Sunday, January 08, 2006

Abortion, Front and Center

I used to turn on NBC’s Meet The Press because I thought it was a good, hard-hitting show that asked tough questions of people of varying political stripes. Since that is no longer the case, I guess you can say that I still turn it on every Sunday purely out of instinct.

Imagine my total shock when I witnessed an actual debate between two diametrically opposed guests, with tough questions from Tim Russert to boot.

This week’s edition of Meet The Press boasted a remarkably frank discussion, on the eve of Samuel Alito’s judicial confirmation hearings, about the issue of abortion, perspectives on Roe v. Wade, and the political future of the issue, between Kate O’Beirne (frequent National Review contributor and author of the new book, Women Who Make the World Worse) and Kate Michelman (former president of NARAL Pro-Choice America).

Cheers to Kate O’Beirne, who pulled no punches in putting forth her opposition to abortion and why she thinks the Democrat Party has taken so many hits on the issue since Roe was decided in 1973. Among her gems was the way O’Beirne noted that American feminism has lost “millions” of adherents since its heyday in the 1960s and 1970s because groups like the National Organization for Women and NARAL Pro-Choice America have continued to insist that support for abortion be the central plank in any true feminist’s agenda. O’Beirne noted that it has been Democrats’ unquestioning embrace of Roe that has hurt their electoral chances in recent years, and that Republicans have exploited that embrace to their advantage, at least for now. O’Beirne looked comfortable and confident the whole time, and I thought she did a decent job of framing the debate (although, in the interest of full disclosure, I agree with her perspective on the subject).

Michelman, by contrast, looked angry and uncomfortable the whole time, as O’Beirne and Russert actually forced her to address some of her own conflicting comments. Michelman put forward the view (which has been debated at length here at TPS in previous posts) that one can be both “anti-abortion” and “pro-choice” at the same time, noting that one’s support of the concept of abortion did not necessarily mean they were rooting for abortions to happen. Michelman also said that she did not object to the Democrat Party supporting pro-life candidates, but awkwardly danced around her official opposition to pro-life candidates, including Bob Casey, Jr., current pro-life Democrat candidate for the U.S. Senate in Pennsylvania (and son of former Pennsylvania governor and pro-life Democrat, the late Bob Casey – whom many of you will remember was prevented from speaking at the 1992 Democratic National Convention because he had the audacity to oppose abortion and not march in lockstep with party).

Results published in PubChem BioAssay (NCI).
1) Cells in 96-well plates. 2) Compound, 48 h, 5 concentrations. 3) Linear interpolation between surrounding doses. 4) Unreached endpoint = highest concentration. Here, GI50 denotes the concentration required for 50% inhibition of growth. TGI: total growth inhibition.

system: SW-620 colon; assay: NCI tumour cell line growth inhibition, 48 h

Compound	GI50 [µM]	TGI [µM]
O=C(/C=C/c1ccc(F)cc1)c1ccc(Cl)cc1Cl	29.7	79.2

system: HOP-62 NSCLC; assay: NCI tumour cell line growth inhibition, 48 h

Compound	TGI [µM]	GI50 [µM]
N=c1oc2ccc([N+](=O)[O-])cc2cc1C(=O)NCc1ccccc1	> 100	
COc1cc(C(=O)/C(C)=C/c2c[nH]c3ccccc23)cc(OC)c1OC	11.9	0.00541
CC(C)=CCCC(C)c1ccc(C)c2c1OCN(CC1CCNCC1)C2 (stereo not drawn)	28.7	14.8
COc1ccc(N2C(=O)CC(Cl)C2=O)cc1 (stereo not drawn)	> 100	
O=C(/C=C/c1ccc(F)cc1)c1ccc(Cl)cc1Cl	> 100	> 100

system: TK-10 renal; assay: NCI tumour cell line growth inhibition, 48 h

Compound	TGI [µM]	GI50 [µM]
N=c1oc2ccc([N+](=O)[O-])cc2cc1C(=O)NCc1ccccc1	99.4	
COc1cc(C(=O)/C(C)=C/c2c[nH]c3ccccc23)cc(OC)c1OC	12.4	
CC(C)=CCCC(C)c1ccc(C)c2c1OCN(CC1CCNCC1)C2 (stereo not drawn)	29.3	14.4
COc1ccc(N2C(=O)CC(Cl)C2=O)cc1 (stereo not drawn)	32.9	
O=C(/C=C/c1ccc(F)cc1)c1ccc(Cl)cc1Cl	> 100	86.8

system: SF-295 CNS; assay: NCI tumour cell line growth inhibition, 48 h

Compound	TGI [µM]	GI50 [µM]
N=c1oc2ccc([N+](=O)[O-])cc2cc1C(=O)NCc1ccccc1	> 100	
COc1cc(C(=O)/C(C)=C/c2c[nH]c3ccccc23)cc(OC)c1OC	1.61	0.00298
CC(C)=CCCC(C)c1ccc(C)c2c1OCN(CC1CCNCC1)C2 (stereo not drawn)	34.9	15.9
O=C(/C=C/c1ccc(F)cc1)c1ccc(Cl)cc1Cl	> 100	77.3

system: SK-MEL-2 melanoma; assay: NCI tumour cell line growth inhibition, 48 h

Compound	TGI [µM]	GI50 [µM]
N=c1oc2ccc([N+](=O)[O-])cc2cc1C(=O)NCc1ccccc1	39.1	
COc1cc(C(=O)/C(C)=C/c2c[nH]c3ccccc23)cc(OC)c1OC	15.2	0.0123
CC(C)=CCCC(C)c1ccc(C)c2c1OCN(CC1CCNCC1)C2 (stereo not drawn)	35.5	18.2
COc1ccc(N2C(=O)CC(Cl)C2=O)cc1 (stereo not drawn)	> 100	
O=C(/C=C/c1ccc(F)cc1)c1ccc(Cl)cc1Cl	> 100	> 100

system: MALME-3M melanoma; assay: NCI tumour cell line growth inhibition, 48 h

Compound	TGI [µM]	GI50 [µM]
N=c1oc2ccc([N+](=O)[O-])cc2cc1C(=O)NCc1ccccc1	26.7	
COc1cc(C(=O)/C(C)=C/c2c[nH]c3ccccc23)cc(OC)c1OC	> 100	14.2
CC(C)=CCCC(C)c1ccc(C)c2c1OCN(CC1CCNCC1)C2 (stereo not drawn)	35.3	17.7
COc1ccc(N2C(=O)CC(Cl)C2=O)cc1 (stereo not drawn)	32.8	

Michelman also (surprise, surprise) objected to Samuel Alito being confirmed to the Supreme Court, arguing primarily that it was inappropriate for someone who did not favor abortion to replace the Court’s perennial politician, Sandra Day O’Connor. She went further, objecting to Alito because, in her view, his appointment would only “consolidate the Scalia-Thomas philosophy on the Court, and that is not a good thing for the future of women.”

This was a great exchange, but please, do not take my word for it. Anyone who is interested in seeing this bout on Meet The Press but missed this round of Sunday morning shows can either check their local listings for re-airings on MSNBC or go to NBC’s website, where you can now download archived Meet The Press episodes via “Netcast” or “Podcast” after 1:00 p.m. EST.

(Note: I avoided quotations except where I was able to get precise quotes, but the above account is for the most part a paraphrasing of what happened. If any of you detect any errors, substantive or stylistic, please let me know and I will make appropriate corrections.)


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